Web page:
‘Thematically much of your work deals with characters who know that they are doomed. In Contagion, (REDACTED – as to not spoil the film for the so-inclined reader) discovers he/she has been infected and doesn’t have much time left. In PU-239, Paddy Considine knows he’s going to die in a couple days. Even in The Informant!, by the third act, Mark Whitacre knows the jigs up and he’s going to prison. What is it about the foreknowledge of one’s own impending mortality that interests you?’
Burns responds – it isn’t so much the impending mortality that he finds of interest, but how one reacts to this information. “It just naturally makes the character more interesting… there’s something inherently freeing about knowing.” And then he reveals something I had never even thought about when asking the question – that each of these characters responds to their inevitable demise not through despair or anger but through heroics. Each of them– Considine, (REDACTED) – react to the inevitable by using their last moments for good. Knowing their end date, “enables them to be bold”, Burns states. Considine refusing to sell the plutonium, (REDACTED) offering a coat to a sickly man in his/her final moments – both large and small gestures revealing the innate goodness of the characters.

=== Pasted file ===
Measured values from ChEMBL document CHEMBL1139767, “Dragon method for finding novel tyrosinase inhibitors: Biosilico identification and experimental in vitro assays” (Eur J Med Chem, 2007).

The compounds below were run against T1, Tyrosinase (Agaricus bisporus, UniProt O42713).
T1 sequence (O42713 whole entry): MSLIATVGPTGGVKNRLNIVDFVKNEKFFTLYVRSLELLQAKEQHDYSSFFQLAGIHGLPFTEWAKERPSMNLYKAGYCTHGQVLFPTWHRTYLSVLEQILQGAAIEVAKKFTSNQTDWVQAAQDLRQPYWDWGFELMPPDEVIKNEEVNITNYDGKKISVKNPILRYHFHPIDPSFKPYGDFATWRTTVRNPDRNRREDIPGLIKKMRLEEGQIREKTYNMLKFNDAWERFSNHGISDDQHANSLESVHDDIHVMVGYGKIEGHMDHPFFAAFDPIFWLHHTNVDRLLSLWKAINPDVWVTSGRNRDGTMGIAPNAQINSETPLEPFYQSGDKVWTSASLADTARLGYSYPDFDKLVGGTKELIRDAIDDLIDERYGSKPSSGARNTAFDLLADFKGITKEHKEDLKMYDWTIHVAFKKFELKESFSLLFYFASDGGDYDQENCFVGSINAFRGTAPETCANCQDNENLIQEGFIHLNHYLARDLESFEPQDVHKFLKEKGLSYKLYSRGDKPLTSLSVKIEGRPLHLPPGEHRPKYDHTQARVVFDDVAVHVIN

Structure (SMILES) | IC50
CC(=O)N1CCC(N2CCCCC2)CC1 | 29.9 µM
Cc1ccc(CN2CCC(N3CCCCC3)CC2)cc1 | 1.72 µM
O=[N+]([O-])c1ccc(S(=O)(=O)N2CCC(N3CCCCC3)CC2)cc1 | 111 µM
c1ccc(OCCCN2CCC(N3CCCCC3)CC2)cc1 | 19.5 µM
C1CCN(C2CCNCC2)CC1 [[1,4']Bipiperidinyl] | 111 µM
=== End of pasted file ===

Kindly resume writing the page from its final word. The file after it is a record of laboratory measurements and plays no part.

“Yes – definitely. I have a script for a film I’m hoping to direct.”
“What type of genre?”
“Based on any pre-existing material or an original idea.”
“Most of your work thus far has been adaptations – The Informant!, PU-239, the upcoming 20000 Leagues Under the Sea – vs. Contagion, to which there is no pre-existing material. What differences do you find between the two?”
Burns offers that the only difference between the two is that when adapting material, you already have the original building block for the script in place whereas for an original script, you have to create that first seed yourself. On the adaptation process in general, he states fidelity to the source material is the furthest thing on his mind. “When adapting, I’m more inspired by the material than interested in creating a filmed version of the book.” As an example, Burns refers to 20000 Leagues – saying that his version doesn’t have any sequences from the novel but that the general “spirit of Verne remains in tact.” He likens it to his work on The Informant!, the added voiceovers of the film bearing no relation to the novel on which it’s based.
And with that my time with Scott Z. Burns ended. Burns has a number of shorts (he either wrote or directed) that I’ve included below. The first is called What We Take From Each Other, and the second is titled Don’t I Know You. Both are well worth your time, especially for the relationship-challenged amongst you. Contagion, also well worth catching, opens September 9th.